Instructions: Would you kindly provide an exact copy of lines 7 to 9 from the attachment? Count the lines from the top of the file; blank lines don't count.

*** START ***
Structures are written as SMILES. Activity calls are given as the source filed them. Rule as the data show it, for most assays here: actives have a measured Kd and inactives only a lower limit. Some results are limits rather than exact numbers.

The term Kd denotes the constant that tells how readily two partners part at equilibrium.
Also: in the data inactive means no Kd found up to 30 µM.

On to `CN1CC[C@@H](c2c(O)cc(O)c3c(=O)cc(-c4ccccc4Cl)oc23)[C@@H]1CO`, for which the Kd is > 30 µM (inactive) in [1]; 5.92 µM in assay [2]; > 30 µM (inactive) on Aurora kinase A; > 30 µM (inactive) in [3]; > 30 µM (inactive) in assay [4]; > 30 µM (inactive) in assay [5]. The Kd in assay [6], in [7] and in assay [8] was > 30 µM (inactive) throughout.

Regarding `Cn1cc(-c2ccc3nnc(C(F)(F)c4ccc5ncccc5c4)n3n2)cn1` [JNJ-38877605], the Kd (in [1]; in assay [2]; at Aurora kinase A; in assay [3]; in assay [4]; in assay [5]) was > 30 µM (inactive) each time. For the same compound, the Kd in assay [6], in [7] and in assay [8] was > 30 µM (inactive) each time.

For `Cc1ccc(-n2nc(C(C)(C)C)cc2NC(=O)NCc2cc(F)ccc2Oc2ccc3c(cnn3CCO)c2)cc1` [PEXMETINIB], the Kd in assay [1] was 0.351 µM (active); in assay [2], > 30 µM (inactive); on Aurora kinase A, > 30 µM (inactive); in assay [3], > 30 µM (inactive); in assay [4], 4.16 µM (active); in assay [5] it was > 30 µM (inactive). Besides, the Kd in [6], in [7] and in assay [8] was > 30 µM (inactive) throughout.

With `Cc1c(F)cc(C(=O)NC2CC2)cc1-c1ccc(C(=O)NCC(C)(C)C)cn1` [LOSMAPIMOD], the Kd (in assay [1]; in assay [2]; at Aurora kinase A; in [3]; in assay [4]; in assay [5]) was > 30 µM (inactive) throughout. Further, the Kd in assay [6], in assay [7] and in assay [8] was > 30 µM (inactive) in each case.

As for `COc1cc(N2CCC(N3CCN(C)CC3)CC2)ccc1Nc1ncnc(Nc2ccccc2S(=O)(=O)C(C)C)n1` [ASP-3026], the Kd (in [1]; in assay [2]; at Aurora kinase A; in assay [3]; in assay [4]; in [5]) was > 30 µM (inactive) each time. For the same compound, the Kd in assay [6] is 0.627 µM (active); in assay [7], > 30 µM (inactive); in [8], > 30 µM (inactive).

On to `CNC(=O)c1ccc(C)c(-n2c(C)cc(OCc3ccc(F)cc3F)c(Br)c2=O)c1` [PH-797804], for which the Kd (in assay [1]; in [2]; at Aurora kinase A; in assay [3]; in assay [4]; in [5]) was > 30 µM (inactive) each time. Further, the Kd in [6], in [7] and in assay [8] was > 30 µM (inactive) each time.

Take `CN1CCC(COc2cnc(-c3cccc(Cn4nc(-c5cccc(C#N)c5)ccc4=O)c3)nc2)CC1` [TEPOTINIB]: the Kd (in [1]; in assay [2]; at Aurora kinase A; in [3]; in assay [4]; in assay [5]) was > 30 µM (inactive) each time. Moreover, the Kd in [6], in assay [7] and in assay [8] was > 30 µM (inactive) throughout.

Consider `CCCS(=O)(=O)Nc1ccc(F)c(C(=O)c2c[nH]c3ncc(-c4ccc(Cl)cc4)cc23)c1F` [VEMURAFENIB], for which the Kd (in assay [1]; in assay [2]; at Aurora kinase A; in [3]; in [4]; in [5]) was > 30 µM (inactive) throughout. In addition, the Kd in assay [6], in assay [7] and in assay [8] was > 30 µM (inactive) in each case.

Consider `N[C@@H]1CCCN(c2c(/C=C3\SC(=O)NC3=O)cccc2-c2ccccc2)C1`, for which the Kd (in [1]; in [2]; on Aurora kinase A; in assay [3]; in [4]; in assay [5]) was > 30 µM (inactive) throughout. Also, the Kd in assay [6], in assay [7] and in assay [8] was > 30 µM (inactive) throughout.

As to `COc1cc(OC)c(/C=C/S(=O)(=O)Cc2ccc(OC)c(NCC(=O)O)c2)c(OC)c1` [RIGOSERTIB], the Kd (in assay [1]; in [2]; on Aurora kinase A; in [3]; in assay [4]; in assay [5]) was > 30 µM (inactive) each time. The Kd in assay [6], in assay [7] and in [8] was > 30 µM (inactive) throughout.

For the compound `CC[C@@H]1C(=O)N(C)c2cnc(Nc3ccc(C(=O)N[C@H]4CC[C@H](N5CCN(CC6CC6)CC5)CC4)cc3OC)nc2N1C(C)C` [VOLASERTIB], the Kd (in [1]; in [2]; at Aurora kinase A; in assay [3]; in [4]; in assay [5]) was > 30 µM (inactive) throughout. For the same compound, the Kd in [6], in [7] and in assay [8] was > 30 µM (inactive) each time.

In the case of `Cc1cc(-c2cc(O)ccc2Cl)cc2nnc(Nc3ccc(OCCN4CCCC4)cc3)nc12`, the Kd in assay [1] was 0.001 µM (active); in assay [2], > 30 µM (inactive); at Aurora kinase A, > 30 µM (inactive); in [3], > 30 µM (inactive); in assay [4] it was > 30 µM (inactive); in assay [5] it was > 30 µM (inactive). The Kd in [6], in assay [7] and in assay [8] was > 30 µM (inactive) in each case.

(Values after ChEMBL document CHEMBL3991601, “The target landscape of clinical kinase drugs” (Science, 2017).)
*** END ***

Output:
With `Cc1c(F)cc(C(=O)NC2CC2)cc1-c1ccc(C(=O)NCC(C)(C)C)cn1` [LOSMAPIMOD], the Kd (in assay [1]; in assay [2]; at Aurora kinase A; in [3]; in assay [4]; in assay [5]) was > 30 µM (inactive) throughout. Further, the Kd in assay [6], in assay [7] and in assay [8] was > 30 µM (inactive) in each case.

As for `COc1cc(N2CCC(N3CCN(C)CC3)CC2)ccc1Nc1ncnc(Nc2ccccc2S(=O)(=O)C(C)C)n1` [ASP-3026], the Kd (in [1]; in assay [2]; at Aurora kinase A; in assay [3]; in assay [4]; in [5]) was > 30 µM (inactive) each time. For the same compound, the Kd in assay [6] is 0.627 µM (active); in assay [7], > 30 µM (inactive); in [8], > 30 µM (inactive).

On to `CNC(=O)c1ccc(C)c(-n2c(C)cc(OCc3ccc(F)cc3F)c(Br)c2=O)c1` [PH-797804], for which the Kd (in assay [1]; in [2]; at Aurora kinase A; in assay [3]; in assay [4]; in [5]) was > 30 µM (inactive) each time. Further, the Kd in [6], in [7] and in assay [8] was > 30 µM (inactive) each time.